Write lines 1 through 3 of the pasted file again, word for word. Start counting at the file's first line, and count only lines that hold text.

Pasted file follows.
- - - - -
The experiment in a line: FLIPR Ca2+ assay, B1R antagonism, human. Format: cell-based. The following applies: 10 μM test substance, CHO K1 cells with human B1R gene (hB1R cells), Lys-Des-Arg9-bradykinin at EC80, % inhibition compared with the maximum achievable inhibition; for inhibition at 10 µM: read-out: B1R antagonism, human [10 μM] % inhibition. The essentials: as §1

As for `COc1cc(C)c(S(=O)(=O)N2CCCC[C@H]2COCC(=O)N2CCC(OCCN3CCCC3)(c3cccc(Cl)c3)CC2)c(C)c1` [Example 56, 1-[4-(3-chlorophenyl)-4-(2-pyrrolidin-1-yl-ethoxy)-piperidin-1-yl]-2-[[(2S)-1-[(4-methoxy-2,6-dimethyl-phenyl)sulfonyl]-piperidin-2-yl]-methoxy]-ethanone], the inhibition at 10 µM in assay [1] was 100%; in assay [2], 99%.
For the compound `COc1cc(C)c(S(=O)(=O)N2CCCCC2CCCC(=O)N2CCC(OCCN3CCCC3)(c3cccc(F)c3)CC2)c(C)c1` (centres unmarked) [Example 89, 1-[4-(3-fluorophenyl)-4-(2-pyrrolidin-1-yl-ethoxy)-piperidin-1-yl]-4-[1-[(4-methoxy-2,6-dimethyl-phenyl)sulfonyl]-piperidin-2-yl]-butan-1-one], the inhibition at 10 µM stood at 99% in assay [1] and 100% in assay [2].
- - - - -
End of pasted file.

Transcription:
The experiment in a line: FLIPR Ca2+ assay, B1R antagonism, human. Format: cell-based. The following applies: 10 μM test substance, CHO K1 cells with human B1R gene (hB1R cells), Lys-Des-Arg9-bradykinin at EC80, % inhibition compared with the maximum achievable inhibition; for inhibition at 10 µM: read-out: B1R antagonism, human [10 μM] % inhibition. The essentials: as §1

As for `COc1cc(C)c(S(=O)(=O)N2CCCC[C@H]2COCC(=O)N2CCC(OCCN3CCCC3)(c3cccc(Cl)c3)CC2)c(C)c1` [Example 56, 1-[4-(3-chlorophenyl)-4-(2-pyrrolidin-1-yl-ethoxy)-piperidin-1-yl]-2-[[(2S)-1-[(4-methoxy-2,6-dimethyl-phenyl)sulfonyl]-piperidin-2-yl]-methoxy]-ethanone], the inhibition at 10 µM in assay [1] was 100%; in assay [2], 99%.
For the compound `COc1cc(C)c(S(=O)(=O)N2CCCCC2CCCC(=O)N2CCC(OCCN3CCCC3)(c3cccc(F)c3)CC2)c(C)c1` (centres unmarked) [Example 89, 1-[4-(3-fluorophenyl)-4-(2-pyrrolidin-1-yl-ethoxy)-piperidin-1-yl]-4-[1-[(4-methoxy-2,6-dimethyl-phenyl)sulfonyl]-piperidin-2-yl]-butan-1-one], the inhibition at 10 µM stood at 99% in assay [1] and 100% in assay [2].